Frozen vs. fresh feces: Fecal samples can be stored at -80°C for up to two years. It remains uncertain whether the efficacy of FMT using frozen or fresh feces differs. Some studies have shown that freezing may increase the Firmicutes/Bacteroidetes ratio in feces, which might be beneficial for UC patients. In some clinical trials, frozen feces seemed to have greater efficacy than fresh feces. In early RCTs investigating FMT efficacy in UC patients, most of the trials reporting positive results used frozen feces,[1,2] while the only negative trial used fresh feces. However, a meta-analysis of FMT treatment for UC did not detect a significant difference between frozen and fresh feces. On the contrary, a meta-analysis of FMT treatment for CD indicated that patients receiving fresh feces had a higher rate of clinical remission than those receiving frozen feces. Therefore, how freezing changes the microbial profiles of donor feces and whether the change benefits UC treatment remain unclear.
Why it is Difficult to Find an "Optimal Formula" for Donor Selection and Feces Processing?
Up to now, only a few groups have tried to establish definitive rules for FMT donor selection, with related pilot clinical trials in rCDI and hepatic encephalopathy showing some promise. While these studies encourage the design of standards for selecting FMT donors for UC treatment, some challenges remain.
First, it is still unclear how the gastrointestinal microbiota participates in UC pathogenesis and progression, with a lot of conflicting findings reported. A meta-analysis found that lower Bacteroides levels were related to higher UC or CD activity scores. However, some studies have indicated that some Bacteroidetes species might promote IBD development. IBD patients frequently exhibit an enterotype dominated by Bacteroides, and donors with this enterotype also tend to produce poor FMT results. These sometimes contradictory results remind us of the complexity of the gut microbiota and its interaction with the host.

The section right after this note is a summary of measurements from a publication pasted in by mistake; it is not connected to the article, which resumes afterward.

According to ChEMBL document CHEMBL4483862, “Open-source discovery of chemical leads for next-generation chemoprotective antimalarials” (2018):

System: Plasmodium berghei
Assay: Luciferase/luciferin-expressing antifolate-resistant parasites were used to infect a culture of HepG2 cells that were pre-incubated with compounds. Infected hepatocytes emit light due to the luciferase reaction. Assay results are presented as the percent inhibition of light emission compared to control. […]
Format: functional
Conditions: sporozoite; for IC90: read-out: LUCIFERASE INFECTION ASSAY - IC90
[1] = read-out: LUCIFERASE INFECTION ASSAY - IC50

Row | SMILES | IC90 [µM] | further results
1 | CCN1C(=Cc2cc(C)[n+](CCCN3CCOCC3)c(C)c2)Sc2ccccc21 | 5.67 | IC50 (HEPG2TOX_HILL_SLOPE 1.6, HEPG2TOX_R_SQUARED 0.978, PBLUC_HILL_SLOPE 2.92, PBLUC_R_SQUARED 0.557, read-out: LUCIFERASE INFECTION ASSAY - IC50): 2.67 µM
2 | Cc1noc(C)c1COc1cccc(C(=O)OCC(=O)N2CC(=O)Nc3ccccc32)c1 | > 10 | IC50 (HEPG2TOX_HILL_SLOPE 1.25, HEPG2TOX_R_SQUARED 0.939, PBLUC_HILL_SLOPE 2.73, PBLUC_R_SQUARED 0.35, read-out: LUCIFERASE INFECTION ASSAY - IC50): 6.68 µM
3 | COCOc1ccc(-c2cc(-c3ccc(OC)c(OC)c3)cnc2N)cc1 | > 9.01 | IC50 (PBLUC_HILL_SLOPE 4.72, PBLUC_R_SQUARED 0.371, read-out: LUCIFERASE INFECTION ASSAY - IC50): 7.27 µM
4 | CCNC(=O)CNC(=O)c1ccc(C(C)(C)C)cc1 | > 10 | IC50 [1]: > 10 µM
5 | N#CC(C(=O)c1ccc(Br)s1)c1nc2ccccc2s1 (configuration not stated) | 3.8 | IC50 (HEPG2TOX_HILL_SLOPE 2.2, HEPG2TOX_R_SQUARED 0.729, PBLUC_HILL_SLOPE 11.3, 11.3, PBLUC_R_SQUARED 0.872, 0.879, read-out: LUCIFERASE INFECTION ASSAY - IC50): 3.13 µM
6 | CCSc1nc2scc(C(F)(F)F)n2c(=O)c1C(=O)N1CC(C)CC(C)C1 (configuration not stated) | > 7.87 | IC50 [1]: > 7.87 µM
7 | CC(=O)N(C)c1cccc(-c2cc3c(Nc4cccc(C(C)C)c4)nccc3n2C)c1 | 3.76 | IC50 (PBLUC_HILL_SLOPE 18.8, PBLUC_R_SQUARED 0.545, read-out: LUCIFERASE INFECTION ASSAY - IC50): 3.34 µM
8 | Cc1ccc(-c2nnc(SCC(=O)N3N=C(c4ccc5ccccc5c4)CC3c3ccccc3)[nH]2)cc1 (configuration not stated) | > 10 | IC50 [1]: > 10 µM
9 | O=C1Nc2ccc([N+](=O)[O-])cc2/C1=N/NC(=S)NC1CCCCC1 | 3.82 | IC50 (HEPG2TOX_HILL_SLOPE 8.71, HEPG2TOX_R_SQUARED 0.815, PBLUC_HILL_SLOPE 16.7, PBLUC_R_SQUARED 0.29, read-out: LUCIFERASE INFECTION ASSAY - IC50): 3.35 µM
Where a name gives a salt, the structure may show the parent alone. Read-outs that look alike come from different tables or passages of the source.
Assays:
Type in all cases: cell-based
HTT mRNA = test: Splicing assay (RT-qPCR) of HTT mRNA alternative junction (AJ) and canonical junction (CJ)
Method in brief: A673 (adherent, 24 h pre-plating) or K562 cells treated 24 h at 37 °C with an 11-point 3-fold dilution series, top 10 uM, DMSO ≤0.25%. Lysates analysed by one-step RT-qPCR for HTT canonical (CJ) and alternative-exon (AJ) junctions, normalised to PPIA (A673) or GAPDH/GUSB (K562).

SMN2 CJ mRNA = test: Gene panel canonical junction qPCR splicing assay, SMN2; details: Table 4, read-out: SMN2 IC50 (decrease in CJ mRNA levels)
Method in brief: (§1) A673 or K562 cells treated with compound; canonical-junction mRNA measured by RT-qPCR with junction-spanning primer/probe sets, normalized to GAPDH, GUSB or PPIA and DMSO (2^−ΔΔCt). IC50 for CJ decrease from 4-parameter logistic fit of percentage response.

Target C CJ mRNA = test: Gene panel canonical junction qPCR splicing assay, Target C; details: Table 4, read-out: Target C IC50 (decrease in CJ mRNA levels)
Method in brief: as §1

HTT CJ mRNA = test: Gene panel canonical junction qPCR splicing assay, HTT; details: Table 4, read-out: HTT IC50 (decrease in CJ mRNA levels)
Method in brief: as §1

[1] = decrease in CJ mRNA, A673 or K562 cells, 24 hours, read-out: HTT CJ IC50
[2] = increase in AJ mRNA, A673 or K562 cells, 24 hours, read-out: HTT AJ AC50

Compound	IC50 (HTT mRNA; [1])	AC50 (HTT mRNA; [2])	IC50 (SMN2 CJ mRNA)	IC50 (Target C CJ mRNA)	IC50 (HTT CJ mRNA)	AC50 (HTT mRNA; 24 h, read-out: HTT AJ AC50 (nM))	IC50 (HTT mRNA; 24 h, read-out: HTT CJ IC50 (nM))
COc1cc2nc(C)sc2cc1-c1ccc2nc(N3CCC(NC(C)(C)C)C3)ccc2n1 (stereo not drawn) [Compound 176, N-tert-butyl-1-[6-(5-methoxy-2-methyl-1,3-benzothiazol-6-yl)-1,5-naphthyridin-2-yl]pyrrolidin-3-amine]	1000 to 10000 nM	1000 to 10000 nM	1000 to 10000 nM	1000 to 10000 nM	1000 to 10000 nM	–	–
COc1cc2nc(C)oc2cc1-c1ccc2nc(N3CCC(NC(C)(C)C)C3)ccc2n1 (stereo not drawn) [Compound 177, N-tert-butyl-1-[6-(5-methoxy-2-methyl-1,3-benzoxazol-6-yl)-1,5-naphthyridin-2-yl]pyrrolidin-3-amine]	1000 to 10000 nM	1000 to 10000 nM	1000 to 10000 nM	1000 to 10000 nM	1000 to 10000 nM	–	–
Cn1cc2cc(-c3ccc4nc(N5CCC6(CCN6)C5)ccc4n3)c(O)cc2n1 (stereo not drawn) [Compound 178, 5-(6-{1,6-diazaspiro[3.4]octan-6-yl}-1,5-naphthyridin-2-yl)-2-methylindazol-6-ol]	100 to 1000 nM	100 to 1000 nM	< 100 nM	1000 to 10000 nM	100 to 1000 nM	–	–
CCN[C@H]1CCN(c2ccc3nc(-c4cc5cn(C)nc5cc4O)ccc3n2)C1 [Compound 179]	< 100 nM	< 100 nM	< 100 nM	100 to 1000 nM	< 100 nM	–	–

Second, it is important to remember that FMT does not simply describe the replacement of a deficiency in the patients' gastrointestinal tracts. We cannot directly infer which materials are suitable for transplantation solely from the differences observed between the microbial profiles of UC patients and healthy donors. For example, the abundances of Actinobacteria and Proteobacteria were increased in IBD patients, but Bifidobacterium, an Actinobacteria genus, was positively associated with FMT efficacy in UC patients.Clostridium clusters IV and XIVa contain butyrate-producing species, and these species may be beneficial factors since they tend to be more abundant in responders than non-responders.[8,15] However, they have also been reported to be significantly more abundant in donor feces associated with failed FMT.[5,7]
Finally, we still have little idea about the relative importance of different donor factors. A recent bioinformatics study demonstrated that factors related to recipients, not donors, are more predictive of FMT success. Zou et al. constructed a predictive model of gut microbiota composition in post‐FMT patients, in which no donor-related factor contributed to the predictive accuracy.
In conclusion, there remain difficulties in standardizing donor selection and feces preparation for FMT in UC patients. More clinical trials focusing on donor selection are needed to overcome these difficulties. Randomized clinical trials comparing different donor feces samples are of course essential, but bioinformatics analyses and animal experiments are also useful for supporting protocol development. Only by gaining further insights into the mechanisms governing the efficacy of this novel therapeutic method can we establish valid rules for donor selection and feces preparation.
This work is supported by the grants from the Beijing Municipal Natural Science Foundation (No. 7212078), the National key clinical specialty construction project (No. ZK108000), and the National High Level Hospital Clinical Research Funding (No. 2022-PUMCH-B-022).
Conflicts of interest